Four LHS staff members test positive for COVID-19

Cases come as national records set, Douglas County sees rapid growth


Owen Musser

A sticker reminds people of the importance of social distancing. Students and faculty are expected to remain six feet apart and wear masks at all times when inside the building.

By Nadia Sanburn, Online Co-Editor in Chief

COVID-19 has spread among four Lawrence High School staff members, families and staff learned this Tuesday. 

On Monday night, the district reached out through email relaying the news that a staff member had tested positive for COVID-19. In an email sent out on Tuesday evening, Julie Boyle, USD 497’s executive director of communications, said three additional staff members had also tested positive. All three had exposure to the first person. They went into quarantine after learning of the positive test, and consequently, all four people have not been in the building since Friday. 

“None will return to school until authorized to do so by public health officials,” Boyle said in the email. 

Boyle communicated that those at risk would be notified.

“Lawrence-Douglas County Public Health is working with these three staff members to identify anyone else who may be considered at risk of exposure,” she said. “Any close contacts will be directly notified by the school district or health officials to quarantine. If you do not receive a direct notification, no action is required.”

The positive cases come as USD 497 enters its first full week of hybrid instruction after a transition to the educational model.

Senior Anis Abughalia said this was expected.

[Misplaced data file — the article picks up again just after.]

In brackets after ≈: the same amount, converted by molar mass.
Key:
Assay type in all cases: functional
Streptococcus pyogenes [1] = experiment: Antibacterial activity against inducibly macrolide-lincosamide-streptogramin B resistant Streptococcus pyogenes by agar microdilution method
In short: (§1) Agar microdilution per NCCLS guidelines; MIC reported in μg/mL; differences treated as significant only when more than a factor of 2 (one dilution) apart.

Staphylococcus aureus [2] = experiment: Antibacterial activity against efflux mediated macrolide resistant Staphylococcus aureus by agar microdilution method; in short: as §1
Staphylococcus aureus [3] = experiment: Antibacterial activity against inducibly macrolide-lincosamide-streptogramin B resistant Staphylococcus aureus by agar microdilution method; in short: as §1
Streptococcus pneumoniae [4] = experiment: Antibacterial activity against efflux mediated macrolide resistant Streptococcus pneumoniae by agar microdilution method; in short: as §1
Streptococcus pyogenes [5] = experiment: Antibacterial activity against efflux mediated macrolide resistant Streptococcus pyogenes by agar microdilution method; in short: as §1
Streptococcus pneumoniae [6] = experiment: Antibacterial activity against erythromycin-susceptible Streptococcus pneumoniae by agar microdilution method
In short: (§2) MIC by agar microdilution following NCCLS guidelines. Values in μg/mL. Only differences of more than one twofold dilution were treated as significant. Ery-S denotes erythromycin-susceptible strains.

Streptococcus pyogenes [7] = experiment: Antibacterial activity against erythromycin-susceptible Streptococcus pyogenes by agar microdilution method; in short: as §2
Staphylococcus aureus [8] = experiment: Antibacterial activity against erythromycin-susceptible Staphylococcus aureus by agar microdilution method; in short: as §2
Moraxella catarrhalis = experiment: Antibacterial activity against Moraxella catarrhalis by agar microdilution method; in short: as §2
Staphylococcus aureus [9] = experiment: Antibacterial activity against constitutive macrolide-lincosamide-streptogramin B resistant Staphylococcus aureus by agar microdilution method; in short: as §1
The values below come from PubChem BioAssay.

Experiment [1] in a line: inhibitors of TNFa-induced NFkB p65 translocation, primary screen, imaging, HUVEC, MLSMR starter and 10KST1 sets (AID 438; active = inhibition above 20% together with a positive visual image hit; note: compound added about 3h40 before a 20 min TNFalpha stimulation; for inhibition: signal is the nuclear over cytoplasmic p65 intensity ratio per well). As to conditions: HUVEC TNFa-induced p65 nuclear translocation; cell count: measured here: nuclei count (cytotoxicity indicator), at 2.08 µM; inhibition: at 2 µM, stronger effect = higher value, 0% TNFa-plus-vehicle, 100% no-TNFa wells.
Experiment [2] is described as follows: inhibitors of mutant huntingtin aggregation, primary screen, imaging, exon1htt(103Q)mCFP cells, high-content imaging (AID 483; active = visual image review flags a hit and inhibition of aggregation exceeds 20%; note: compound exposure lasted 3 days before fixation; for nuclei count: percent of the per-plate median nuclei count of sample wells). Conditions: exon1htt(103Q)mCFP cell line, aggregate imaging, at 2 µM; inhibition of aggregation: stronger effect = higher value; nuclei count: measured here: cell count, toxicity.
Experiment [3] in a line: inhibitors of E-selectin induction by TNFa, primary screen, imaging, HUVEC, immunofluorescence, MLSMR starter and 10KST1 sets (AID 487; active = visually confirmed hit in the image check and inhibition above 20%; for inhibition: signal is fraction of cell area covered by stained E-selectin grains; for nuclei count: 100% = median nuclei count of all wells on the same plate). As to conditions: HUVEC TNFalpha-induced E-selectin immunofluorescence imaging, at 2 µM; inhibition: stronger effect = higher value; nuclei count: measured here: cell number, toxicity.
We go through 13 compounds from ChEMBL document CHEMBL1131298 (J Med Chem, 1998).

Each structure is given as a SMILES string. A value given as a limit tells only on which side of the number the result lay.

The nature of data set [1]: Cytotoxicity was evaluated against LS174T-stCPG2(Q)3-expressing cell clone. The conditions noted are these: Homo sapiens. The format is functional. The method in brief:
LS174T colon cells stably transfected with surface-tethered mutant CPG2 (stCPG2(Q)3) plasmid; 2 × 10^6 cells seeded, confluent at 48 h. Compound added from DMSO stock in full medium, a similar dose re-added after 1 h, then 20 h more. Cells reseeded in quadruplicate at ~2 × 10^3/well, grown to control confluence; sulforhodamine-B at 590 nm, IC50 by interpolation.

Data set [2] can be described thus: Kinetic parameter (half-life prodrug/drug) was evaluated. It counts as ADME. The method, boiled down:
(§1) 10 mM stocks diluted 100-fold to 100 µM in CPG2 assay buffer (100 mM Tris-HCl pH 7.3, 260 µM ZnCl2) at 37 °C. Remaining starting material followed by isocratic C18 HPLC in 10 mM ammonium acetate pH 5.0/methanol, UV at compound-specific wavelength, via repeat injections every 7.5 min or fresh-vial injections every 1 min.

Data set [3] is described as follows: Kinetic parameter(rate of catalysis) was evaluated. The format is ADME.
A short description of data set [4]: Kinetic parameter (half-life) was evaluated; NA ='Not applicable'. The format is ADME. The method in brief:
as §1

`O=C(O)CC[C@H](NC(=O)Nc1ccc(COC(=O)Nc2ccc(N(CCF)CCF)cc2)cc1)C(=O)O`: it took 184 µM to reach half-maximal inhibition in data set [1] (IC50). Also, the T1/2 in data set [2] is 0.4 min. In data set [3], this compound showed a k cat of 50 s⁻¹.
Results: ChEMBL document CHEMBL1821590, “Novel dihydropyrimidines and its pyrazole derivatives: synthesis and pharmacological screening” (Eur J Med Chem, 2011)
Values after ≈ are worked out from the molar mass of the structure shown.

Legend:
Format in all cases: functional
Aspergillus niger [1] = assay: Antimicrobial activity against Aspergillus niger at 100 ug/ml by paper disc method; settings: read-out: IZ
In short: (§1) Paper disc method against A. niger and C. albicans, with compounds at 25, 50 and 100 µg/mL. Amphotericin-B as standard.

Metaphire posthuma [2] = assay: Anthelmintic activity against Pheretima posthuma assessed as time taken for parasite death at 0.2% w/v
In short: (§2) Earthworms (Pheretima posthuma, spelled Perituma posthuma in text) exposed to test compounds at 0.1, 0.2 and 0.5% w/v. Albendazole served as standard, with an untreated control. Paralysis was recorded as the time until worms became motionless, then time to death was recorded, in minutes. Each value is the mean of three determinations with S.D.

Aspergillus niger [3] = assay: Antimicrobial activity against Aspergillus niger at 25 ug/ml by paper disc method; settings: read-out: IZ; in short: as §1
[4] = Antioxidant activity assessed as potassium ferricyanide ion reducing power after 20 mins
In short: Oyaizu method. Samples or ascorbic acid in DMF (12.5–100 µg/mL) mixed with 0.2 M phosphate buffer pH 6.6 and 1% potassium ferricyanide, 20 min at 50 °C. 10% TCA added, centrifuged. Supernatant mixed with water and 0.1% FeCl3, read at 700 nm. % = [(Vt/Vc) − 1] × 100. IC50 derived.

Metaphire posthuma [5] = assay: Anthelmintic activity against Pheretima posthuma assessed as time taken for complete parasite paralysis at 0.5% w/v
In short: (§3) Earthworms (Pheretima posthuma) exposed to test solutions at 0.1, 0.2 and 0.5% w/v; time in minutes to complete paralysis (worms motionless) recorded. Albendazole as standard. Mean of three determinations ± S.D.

“I mean I’m not really surprised,” he said. “From the very beginning I figured this would happen sooner or later.”

Senior Connor Ireland, who participated in the hybrid model Tuesday, said four cases shouldn’t be cause for panic. 

“It sucks obviously. I was at school today, and it seemed super safe so I’m not too worried about it, because they also have contact tracing and stuff,” he said. “I guess if more people get sick, then it would be more worrying, but with four, I’m not crazy worried.”

Cases continue to rise across the nation. The CDC reports 237,731 deaths and more than 10 million cases in the United States with daily records being set for new infections. The 14-day test positivity rate for Douglas County hit 11.4 percent on Tuesday, the highest in the county since the start of the pandemic. As of Tuesday afternoon, 531 people in Douglas County had active COVID-19 cases with 64 cases added since Monday afternoon.

Boyle reiterated the precautions that the community should be taking during this unprecedented time. 

“We cannot emphasize enough the importance of staying home when ill, when exposed to someone who is ill, or when awaiting test results,” she said. “Our schools need everyone’s cooperation with these recommendations to maintain a safe learning environment for students and staff.”

Boyle also provided resources to reach out to if feeling ill.  

“Please contact the school nurse, your personal health care provider, or LDCPH’s Coronavirus hotline at 785-856-4343 with any questions,” she said. 

Faculty members and students are asked to use this self assessment tool daily.

Arien Roman Rojas, Sophia Kaufman and Tony Racy contributed to this report.